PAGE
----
We have seen a crackdown on demonstrations in January - just a month ago - as well as the disproportionate use of force by the authorities that called into question this commitment. Now the key question is to understand whether the old system has been dismantled definitely or if it remains in place under a different leadership. Obviously, all decisions, as you know very well, on listings - including new listings - can be swiftly adopted if the situation requires it. So we keep monitoring the situation very closely and stand ready to adjust our decisions accordingly.
Q. What was discussed and decided on the question of returning European ISIS' fighters? In particular, was there anything discussed or decided about a response to President [of the United States, Donald] Trump's call and threat for European countries to immediately take back their citizens?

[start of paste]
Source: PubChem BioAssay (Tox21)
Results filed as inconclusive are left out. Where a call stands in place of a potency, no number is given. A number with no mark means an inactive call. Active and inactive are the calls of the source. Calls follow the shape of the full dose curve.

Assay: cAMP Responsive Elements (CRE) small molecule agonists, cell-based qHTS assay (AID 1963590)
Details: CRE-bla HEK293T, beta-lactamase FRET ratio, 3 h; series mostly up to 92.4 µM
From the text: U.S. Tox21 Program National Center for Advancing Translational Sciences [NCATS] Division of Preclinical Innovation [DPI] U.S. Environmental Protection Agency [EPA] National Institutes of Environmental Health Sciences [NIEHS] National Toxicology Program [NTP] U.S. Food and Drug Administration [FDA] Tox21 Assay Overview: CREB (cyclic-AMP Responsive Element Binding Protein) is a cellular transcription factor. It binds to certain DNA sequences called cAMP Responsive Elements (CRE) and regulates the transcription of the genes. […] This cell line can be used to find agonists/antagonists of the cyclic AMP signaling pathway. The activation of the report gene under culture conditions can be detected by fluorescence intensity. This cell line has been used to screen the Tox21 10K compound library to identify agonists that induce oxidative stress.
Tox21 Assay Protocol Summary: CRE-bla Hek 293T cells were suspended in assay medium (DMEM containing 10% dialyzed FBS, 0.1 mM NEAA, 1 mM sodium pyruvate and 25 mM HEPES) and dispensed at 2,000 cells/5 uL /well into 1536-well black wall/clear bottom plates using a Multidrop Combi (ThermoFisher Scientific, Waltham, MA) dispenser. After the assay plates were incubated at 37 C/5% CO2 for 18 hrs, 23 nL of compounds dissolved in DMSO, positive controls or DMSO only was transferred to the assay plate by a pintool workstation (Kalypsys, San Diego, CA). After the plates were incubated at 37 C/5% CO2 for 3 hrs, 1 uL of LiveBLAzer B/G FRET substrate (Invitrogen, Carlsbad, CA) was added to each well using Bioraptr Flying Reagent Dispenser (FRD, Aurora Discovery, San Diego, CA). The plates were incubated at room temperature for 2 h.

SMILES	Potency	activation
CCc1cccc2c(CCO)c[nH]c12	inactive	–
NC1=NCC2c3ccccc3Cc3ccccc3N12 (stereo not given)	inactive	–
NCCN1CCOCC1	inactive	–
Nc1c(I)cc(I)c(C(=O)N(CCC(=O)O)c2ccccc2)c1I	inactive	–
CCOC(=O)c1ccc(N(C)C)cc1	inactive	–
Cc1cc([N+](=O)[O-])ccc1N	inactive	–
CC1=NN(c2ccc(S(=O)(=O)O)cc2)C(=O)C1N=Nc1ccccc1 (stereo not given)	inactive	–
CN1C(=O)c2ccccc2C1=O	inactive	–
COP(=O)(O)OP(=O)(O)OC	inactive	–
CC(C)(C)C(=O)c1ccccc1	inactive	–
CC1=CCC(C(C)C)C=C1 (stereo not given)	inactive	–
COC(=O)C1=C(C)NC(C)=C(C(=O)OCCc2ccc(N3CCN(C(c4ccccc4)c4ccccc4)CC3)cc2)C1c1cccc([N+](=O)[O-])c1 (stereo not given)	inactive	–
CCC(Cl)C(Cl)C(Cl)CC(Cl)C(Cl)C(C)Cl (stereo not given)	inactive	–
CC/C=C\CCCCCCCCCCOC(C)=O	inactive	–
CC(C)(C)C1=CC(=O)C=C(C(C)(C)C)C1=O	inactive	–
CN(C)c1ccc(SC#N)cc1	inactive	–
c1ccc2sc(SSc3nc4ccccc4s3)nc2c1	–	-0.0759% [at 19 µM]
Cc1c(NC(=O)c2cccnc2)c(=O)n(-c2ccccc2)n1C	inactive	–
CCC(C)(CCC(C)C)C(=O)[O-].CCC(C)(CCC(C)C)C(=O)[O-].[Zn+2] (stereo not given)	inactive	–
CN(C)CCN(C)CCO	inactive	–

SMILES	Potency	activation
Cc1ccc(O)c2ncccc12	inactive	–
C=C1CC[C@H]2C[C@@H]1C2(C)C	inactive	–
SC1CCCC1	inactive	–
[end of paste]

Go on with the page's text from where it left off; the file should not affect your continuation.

It was an issue discussed; it was not the first time we discussed it. And it is not necessarily a response to President Trump’s invitation, also because these are European citizens that be it in Syria, be it elsewhere in the world will not disappear. The issue and the question of what to do in relation to them has been on the table before and continues to be on the table, regardless of the US President's request.
As you know very well, the competence also on a legal basis is a Member States’ competence. Each and every country has a different legal framework, even different responsibilities within the Cabinets and the governments. It is an issue that requires coordination between and among Foreign Ministers, Interior Ministers, Justice Ministers, and intelligence services. It covers a variety of competences within single Member States, not to mention across the European Union. This to say that that there was no decision taken today and there is no decision to be taken at European Union level. It remains a national competence.